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Haw Par Villa (Chinese: 虎豹別墅; pinyin: Hǔ Bào Biéshù) is a theme park located along Pasir Panjang Road, Singapore. The park contains over 1,000 statues and 150 giant dioramas depicting scenes from Chinese mythology, folklore, legends, history, and illustrations of various aspects of Confucianism.
|Monday||9:00 AM – 7:00 PM|
|Tuesday||9:00 AM – 7:00 PM|
|Wednesday||9:00 AM – 7:00 PM|
|Thursday||9:00 AM – 7:00 PM|
|Friday||9:00 AM – 7:00 PM|
|Saturday||9:00 AM – 7:00 PM|
|Sunday||9:00 AM – 7:00 PM|
I would not make the return trip. My visit was somewhat enjoyable. The entry was free, so I can't complain about that. I could see that it is a place that holds some nostalgia for the local Singaporean. I went in not expecting much and left not remember much. Helpful for a brief Chinese history lesson but not the nicest place to bring kids.
A must visit place in Singapore. Non touristy. Peaceful relaxing green environment. Genuine historical part not those purpose built for tourist. All locals will have fond memories of this place during their childhood. A Singapore version of "Park Guile of Barcelona" on a smaller scale. Best of all its free entry!
Free entry to view art depicting historical Chinese lifestyle. Rather dilapidated and hasn't seen an face lift in years. Good to visit if you're a local or interested in Chinese history but not recommended for causal tourists. The levels of hell is the highlight of the visit. A recommended must do while here.
I already know this is a good place. Too bad I come in the late hour when the place is almost close. But the gate keeper is so nice he allows me to see inside for a while. Come here and enjoy the sculpture
Good one.. right on the main road and walking distance from science park. Entry free and one can spend some quality time there. So I need maintenance is urgently required though.
Entry is free so if you have time it’s worth checking out. It has some bizarre statues/stories. Most statues are a bit run down but the gardens are well kept. I know there’s a lot of nostalgia with this place and for the Chinese it has some significance. My mother who grew up in China knew all the stories of the different statues. They are all stories with morals behind them. Mainly this place tells you to do good and you will be rewarded. Do bad things in life and you will see what happens to you (the ten gates of hell)
Haw Par Villa - formerly known as the Tiger Balm Garden – is an 8.5-hectare Asian cultural park, the last of its kind in the world. Built in 1937, Singapore’s largest outdoor art gallery is the brainchild of Aw Boon Haw, the millionaire philanthropist and marketing extraordinaire who gifted the world Tiger Balm. The eclectic park is a treasure trove of Asian culture, history, philosophy and religion – quirky yet enlightening, at the same time. Since 2015, it is managed by award-winning heritage specialist Journeys Pte Ltd, which has taken on the task of bringing back the park’s glory days.
Nice place.. Once you are at the top, it’s a nice and cosy place to just sit and pass time.. Enough places for kids to run around and enough statues for them to play around.. The sculptures for me is a value add to the nice place
Can't believe how easily accessible this park is, just alight at Haw Par Villa MRT Station (via Circle Line). Furthermore, it is free. Used to be a paid theme park. The exhibits looks well maintained although some do look a bit worn out. Some restoration is being done at this moment. No rides available, although, they do have tours in the morning. U can cover the whole place in just a few hours.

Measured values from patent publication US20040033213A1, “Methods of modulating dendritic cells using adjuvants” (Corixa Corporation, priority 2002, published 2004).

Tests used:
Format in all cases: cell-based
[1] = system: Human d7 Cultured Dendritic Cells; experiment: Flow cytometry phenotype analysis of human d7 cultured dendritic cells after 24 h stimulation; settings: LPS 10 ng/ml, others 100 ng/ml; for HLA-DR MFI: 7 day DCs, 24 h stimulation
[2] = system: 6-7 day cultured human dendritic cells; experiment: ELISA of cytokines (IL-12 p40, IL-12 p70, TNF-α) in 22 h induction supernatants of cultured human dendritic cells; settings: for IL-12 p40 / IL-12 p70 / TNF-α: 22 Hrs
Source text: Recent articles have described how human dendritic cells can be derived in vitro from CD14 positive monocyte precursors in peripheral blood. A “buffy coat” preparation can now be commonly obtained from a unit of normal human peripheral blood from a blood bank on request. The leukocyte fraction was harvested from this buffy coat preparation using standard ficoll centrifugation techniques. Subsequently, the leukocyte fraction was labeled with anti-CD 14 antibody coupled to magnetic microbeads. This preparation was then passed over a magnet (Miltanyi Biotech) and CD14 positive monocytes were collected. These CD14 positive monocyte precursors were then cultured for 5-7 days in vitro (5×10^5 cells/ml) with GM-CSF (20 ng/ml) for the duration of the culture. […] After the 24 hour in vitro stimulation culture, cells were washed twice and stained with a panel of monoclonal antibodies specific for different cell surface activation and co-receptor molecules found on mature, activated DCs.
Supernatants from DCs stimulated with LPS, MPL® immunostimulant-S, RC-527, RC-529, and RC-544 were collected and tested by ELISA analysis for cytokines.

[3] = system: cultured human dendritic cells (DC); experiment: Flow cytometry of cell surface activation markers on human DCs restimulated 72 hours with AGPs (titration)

This is only referencing the Ten Courts of Hell segment as there are enough reviews for the rest of the villa. The Ten Courts of Hell is an interesting look at Chinese after like folklore. I like that they have multilingual explanation and did not hold any punches in terms of gruesomeness. For example the imagery of someone getting their organs sliced out was very gruesome in the backdrop of generally family friendly Singapore. Worth a look if you are near the area but not enough of the an attraction to come all the way here for if you don't live nearby.
This place used to be paid nice to read that it’s free now. I have a strong recollection of visiting the 10 levels of hell inside the villa. Many miniature but life like statues that can chills down your spine if you stare closely enough. It’s statues depict many important cultural stories such as “water margin” and “journey to the west.” I think it’s okay to bring your young children to learn and imagine those classic stories.
This “museum" is a bit run down. It definitely needs some investments to bring it back to its former glory. Even the new part of the museum on the 12 stages of hell is quite run down although very interesting The theme of the place is good though with a lot to learn about Chinese historical folklore, legends of mythology and illustrations of various aspects of Confucianism.
Fun, interesting and free! However, if you need to park, there is a $5 parking fee. Would recommend just taking public transport instead. You will likely spend about 1-2h there. Will suggest avoiding the mid afternoon as it was SO hot. It was fun to feed the turtles at the turtle ponds too though. And the "10 courts of hell" is definitely the most interesting part, though it may not be for everyone.
It's a great place to visit if you are interested in Chinese mythology. Admission is free and it's right next to Haw Par Villa MRT station. Also fun to get a glimpse into life in the 50s, as accompanied by music from that era (creepy sounding really) The weather can be hot so come prepared with caps, umbrellas and drinking water.
Good place to visit with family. This theme park has interesting statues and giant dioramas showing Chinese mythology. Has some references of tiger balm owners as well. Good place to take kids especially.